It was the turning point in his artistic development; Richard decided then and there that he would only do the material he wanted to do, the way he wanted to do it. Needless to say, such moments of truth are probably not understood and certainly not appreciated by most promoters and big-time club owners. He was instantly banished to the minors—the low-paying, no-cover hoot-niteries you find in some major cities and college towns. His income dropped drastically, and to some extent he is still suffering for his decision at the hands of the entertainment establishment.
“‘You’ll never work again’—that was the agency’s reaction,” said Richard. “‘What about us? What about our reputation?’ Everybody was worried about themselves. I said, ‘Fuck all you motherfuckers, I’m worried about me.'”
Nonetheless, his gamble at long last seems to be paying off. He has appeared in seven motion pictures, most notably in Lady Sings the Blues, but also in Busy Bodies, Wild in the Streets, The Mack, Hit, Wattstax and Uptown Saturday Night. His third album, That Nigger’s Crazy, has recently broken into the Top 30—an unusually high rating for a comedy record. He’s written five Sanford And Son television scripts and shares the writing credits for the film Blazing Saddles. And he’s currently performing on stages around the country, averaging 18 gigs a month in houses like New Jersey’s Latin Casino, New York’s Philharmonic Hall, the Oakland Coliseum and Harlem’s Apollo Theater. For the performances alone he is expected to net an estimated $300,000 by the end of the year.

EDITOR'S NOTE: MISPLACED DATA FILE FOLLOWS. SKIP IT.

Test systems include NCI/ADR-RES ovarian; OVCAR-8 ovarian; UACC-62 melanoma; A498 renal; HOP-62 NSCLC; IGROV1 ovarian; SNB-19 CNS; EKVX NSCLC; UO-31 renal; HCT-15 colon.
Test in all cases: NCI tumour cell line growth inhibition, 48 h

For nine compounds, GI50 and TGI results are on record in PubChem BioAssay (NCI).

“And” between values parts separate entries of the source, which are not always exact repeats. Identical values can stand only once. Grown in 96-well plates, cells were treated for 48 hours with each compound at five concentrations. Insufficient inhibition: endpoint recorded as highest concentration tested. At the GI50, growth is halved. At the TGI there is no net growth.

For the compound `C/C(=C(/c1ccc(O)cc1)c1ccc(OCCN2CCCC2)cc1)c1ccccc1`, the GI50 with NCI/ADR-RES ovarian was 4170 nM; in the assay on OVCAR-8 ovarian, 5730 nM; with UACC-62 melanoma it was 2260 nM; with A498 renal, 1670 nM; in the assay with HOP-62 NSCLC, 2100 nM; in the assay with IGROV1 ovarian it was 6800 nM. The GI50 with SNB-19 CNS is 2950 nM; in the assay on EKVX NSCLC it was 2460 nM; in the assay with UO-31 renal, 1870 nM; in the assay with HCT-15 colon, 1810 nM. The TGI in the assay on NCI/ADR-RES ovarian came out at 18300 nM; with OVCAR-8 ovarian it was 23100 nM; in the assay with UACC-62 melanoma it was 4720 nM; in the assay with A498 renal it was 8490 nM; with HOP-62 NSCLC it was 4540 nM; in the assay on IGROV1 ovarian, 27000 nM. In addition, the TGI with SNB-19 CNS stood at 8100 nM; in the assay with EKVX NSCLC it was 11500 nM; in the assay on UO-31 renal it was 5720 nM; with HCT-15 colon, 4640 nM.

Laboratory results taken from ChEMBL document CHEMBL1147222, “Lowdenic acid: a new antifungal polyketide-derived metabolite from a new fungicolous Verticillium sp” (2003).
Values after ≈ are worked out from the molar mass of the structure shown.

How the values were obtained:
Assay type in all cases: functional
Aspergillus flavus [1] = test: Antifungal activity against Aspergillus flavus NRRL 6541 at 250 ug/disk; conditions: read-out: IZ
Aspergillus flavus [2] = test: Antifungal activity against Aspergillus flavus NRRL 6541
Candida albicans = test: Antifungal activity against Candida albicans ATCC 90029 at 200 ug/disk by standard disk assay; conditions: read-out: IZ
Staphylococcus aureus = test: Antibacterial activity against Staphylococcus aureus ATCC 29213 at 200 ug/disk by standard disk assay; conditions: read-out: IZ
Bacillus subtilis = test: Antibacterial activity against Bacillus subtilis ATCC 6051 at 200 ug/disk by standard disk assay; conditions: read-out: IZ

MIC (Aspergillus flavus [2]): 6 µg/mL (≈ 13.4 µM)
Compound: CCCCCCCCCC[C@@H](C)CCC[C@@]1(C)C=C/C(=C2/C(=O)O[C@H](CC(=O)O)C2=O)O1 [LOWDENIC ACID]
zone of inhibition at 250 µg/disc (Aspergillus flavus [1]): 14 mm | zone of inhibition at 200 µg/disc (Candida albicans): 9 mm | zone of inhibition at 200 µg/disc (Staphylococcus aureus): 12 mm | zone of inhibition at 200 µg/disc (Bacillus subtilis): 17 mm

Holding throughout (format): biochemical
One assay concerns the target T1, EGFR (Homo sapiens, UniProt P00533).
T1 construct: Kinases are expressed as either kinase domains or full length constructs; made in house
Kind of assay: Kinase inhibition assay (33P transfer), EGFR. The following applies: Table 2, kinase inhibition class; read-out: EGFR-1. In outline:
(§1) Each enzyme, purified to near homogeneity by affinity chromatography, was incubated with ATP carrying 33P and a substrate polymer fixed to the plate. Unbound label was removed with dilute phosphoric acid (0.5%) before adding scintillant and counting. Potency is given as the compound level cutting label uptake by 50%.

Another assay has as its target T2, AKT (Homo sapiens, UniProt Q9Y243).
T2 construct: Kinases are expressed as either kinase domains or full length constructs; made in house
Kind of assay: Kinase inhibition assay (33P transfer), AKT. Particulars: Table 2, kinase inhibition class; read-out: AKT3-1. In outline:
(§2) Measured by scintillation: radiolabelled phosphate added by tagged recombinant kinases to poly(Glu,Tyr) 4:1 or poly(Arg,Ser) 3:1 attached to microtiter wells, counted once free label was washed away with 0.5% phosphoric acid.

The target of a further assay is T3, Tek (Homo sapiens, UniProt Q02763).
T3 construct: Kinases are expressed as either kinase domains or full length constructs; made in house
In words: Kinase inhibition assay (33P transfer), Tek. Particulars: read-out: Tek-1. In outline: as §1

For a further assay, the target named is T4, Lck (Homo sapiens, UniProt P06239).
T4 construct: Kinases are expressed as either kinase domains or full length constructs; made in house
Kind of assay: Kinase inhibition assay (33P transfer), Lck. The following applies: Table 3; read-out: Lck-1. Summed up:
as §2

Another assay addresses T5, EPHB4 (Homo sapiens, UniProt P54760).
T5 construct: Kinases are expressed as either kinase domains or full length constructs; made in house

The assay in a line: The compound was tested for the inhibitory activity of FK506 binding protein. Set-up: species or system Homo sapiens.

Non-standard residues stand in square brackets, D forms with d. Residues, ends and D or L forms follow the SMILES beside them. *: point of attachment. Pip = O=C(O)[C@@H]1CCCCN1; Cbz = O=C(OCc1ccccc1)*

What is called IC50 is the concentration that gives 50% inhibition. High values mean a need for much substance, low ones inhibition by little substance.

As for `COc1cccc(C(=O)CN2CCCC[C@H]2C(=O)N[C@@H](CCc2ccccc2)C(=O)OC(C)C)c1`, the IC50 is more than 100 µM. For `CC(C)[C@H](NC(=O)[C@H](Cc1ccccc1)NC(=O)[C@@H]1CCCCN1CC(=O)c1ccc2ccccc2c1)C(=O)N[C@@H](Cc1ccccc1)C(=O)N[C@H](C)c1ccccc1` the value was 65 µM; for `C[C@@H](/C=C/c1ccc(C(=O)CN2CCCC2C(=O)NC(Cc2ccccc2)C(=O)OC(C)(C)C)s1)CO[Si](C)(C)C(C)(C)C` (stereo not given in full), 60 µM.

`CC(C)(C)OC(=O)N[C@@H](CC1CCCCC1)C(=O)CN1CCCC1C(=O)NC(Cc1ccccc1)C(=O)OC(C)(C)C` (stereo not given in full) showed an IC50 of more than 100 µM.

Most important, Richard Pryor has established himself as a rare and serious innovator, a perfectionist in the arts of comedy, mime, drama and, as the students at San Jose State College recently put it; in awarding him an honorary PhD, “black street history.” In the process he has expanded stand-up comedy to the dimensions of pure theater, and has accurately presented the times we live in, perhaps in the only way the times we live in can be presented accurately. Because of his ability to fragment his life and the life around him into bits and pieces, and to recreate those fragments onstage without contrivance, with intense feeling and absolute truthfulness, Pryor is considered a genius by many of his colleagues—for example, Mel Brooks, the producer/director of Blazing Saddles:
“Richard has almost Nietzschean ideals of what is good, what is powerful, what is superior,” says Brooks. “He just reports terribly accurately and does not stretch. When he does a junkie or he does a drunk, he does ’em fuckin’ right on; I mean, that’s it. He gets all the nuances; he gets the breathing right. You say, ‘I know that guy, that’s true.’ And that’s blindingly brilliant and amazing.”
Lily Tomlin, who performed with Pryor on her two remarkable television specials last year, says it a bit differently. In fact, she says it a lot differently: “To me, Richard is separate from anybody else. See, when I think of Richard, like the hours I’ve spent with him, and I see him improvise and tell me about his life, or people he’s known, or whatever impressions he’s had, or little moments and fragments and things, you know, it’s like … so uplifting. Just because of his interpretation of it, and in the way he’s perceived it. See, he doesn’t perceive it, he perceives it humanistically, you know, and then he himself, the fact that he exists or something, I don’t know what it is, but it totally, like, just uplifts me. I don’t know what I’m saying.
“It’s like believing that we’re all worth something, you know, when everything around us tells us that we’re not really.”
Now all that ain’t bad for a 33-year-old nigger with no formal training.